promissory estoppel
promissory estoppel see estoppel 1

Merriam-Webster’s Dictionary of Law. . 1996.

promissory estoppel
n.
A condition that arises when someone promises something to another person who relies on that promise and takes action that would hurt him or her if the promise is not kept; a court will find that such a promise is binding if there is no other way to avoid injustice to the injured party.

The Essential Law Dictionary. — Sphinx Publishing, An imprint of Sourcebooks, Inc. . 2008.


promissory estoppel

Collins dictionary of law. . 2001.


promissory estoppel
A legal principle that prevents a person who made a promise from reneging when someone else has reasonably relied on the promise and will suffer a loss if the promise is broken. (See also: estoppel)
Category: Representing Yourself in Court
Category: Small Claims Court
Category: Small Claims Court & Lawsuits
Category: Working With a Lawyer

Nolo’s Plain-English Law Dictionary. . 2009.


promissory estoppel
In the law of contracts, the doctrine that provides that if a party changes his or her position substantially either by acting or forbearing from acting in reliance upon a gratuitous promise, then that party can enforce the promise although the essential elements of a contract are not present.

Dictionary from West's Encyclopedia of American Law. 2005.


promissory estoppel
I
In the law of contracts, the doctrine that provides that if a party changes his or her position substantially either by acting or forbearing from acting in reliance upon a gratuitous promise, then that party can enforce the promise although the essential elements of a contract are not present.
II A promise which estops the promisee from asserting or taking certain action.

Short Dictionary of (mostly American) Legal Terms and Abbreviations.

promissory estoppel
n.
   a false statement treated as a promise by a court when the listener had relied on what was told to him/her to his/her disadvantage. In order to see that justice is done a judge will preclude the maker of the statement from denying it. Thus, the legal inability of the person who made the false statement to deny it makes it an enforceable promise called "promissory estoppel," or an "equitable estoppel." Example: Bernie Blowhard tells Arthur Artist that Blowhard has a contract to make a movie and wants Artist to paint the background scenery in return for a percentage of the profits. Artist paints, and Blowhard then admits he needed the scenery to try to get a movie deal which fell through and there are no profits to share. Artist sues and the judge finds that Blowhard cannot deny a contract with Artist and gives Artist judgment for the value of his work.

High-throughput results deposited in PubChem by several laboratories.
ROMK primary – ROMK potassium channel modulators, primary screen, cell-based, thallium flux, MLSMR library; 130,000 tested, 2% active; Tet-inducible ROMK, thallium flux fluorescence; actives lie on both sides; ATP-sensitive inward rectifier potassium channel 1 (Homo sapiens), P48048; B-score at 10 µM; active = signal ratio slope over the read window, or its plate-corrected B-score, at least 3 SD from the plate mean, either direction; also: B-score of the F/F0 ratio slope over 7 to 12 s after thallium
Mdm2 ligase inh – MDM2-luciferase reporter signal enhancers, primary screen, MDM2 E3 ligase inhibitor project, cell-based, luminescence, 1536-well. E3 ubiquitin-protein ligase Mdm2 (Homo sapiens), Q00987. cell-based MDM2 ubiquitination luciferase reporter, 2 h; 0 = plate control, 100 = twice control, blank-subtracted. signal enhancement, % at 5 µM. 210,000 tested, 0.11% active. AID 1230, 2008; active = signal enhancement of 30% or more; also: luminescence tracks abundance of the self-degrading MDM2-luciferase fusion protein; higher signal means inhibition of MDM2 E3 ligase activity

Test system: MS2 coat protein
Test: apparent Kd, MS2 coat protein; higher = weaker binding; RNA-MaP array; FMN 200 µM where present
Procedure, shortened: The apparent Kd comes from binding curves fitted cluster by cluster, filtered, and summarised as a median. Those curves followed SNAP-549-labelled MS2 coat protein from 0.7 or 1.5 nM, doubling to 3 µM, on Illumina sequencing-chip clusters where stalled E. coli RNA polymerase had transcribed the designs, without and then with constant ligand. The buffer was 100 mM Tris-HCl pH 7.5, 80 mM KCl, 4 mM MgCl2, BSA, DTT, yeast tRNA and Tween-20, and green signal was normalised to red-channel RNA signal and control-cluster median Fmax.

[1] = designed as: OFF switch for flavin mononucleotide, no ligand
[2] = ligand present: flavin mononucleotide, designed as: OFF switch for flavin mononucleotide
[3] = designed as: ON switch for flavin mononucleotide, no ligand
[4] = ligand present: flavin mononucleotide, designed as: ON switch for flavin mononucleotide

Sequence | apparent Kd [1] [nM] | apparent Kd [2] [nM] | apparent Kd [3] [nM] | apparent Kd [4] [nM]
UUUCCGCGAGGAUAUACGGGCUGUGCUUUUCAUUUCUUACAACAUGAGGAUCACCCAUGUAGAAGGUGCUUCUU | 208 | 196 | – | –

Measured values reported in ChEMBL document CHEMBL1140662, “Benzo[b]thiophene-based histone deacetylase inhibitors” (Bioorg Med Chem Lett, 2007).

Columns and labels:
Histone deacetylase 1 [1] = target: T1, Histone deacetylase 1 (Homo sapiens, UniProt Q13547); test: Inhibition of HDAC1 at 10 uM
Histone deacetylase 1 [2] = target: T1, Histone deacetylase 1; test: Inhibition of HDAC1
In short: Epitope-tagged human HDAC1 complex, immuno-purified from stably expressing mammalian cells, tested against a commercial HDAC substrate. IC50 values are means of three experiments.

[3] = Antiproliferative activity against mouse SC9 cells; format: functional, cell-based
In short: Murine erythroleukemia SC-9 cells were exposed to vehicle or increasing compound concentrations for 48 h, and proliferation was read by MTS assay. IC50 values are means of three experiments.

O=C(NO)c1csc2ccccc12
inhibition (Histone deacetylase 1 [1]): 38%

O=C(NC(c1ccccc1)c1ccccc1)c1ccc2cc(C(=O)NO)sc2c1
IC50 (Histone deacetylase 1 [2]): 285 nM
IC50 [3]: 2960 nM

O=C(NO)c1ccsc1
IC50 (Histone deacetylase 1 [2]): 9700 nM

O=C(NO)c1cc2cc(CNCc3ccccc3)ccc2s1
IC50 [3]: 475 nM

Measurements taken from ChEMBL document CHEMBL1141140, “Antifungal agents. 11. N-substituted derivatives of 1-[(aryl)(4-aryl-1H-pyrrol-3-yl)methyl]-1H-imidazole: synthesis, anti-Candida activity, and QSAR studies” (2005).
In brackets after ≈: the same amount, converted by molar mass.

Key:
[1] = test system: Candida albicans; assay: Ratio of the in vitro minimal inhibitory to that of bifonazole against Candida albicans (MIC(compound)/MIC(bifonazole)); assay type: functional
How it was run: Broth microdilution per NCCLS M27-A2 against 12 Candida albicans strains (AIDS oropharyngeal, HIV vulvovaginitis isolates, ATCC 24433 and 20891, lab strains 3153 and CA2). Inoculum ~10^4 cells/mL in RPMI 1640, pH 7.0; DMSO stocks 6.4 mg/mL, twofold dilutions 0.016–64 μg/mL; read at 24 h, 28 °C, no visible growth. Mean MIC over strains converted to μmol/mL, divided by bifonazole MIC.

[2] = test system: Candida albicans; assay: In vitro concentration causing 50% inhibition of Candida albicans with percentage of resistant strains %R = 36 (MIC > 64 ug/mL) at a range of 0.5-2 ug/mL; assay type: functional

See also: estoppel

Law dictionary. . 2013.

Look at other dictionaries:

  • Promissory Estoppel — The legal principle that a promise is enforceable by law when the promisor (person making the promise) makes a promise to the promisee (person being promised) who relies on it to his or her detriment. A promissory estoppel is intended to stop the …   Investment dictionary

  • promissory estoppel — A new name for an established doctrine. The principle that an estoppel may arise from the making of a promise, even though without consideration, if it was intended that the promise should be relied upon and in fact it was relied upon, and if a… …   Ballentine's law dictionary

  • Estoppel — in its broadest sense is a legal term referring to a series of legal and equitable doctrines that preclude a person from denying or asserting anything to the contrary of that which has, in contemplation of law, been established as the truth,… …   Wikipedia

  • Estoppel (English law) — Estoppel is a legal doctrine that may be used in certain situations to prevent a person from relying upon certain rights, or upon a set of facts (eg. words said or actions performed) which is different from an earlier set of facts. Estoppel could …   Wikipedia

  • estoppel — es·top·pel /e stä pəl/ n [probably from Middle French estoupail plug, stopper, from estouper to stop up see estop] 1: a bar to the use of contradictory words or acts in asserting a claim or right against another; esp: equitable estoppel in this… …   Law dictionary

  • promissory — prom·is·so·ry / prä mə ˌsōr ē/ adj: containing or conveying a promise or assurance promissory terms Merriam Webster’s Dictionary of Law. Merriam Webster. 1996. promissory …   Law dictionary

  • promissory — /promas(6)riy/ Containing or consisting of a promise; in the nature of a promise; stipulating or engaging for a future act or course of conduct. As to promissory oath promissory representation promissory warranty, see those titles @ promissory… …   Black's law dictionary

  • estoppel — /AstopAl/ Estoppel means that party is prevented by his own acts from claiming a right to detriment of other party who was entitled to rely on such conduct and has acted accordingly. Graham v. Asbury, 112 Ariz. 184, 540 P.2d 656, 658. A principle …   Black's law dictionary

  • estoppel — /AstopAl/ Estoppel means that party is prevented by his own acts from claiming a right to detriment of other party who was entitled to rely on such conduct and has acted accordingly. Graham v. Asbury, 112 Ariz. 184, 540 P.2d 656, 658. A principle …   Black's law dictionary

  • estoppel — A bar which stoppeth a person or closes up his mouth to allege or plead what actually may be the truth. 2 Coke, Littleton 352a. A bar which precludes a person from denying or asserting anything to the contrary of that which has, in contemplation… …   Ballentine's law dictionary

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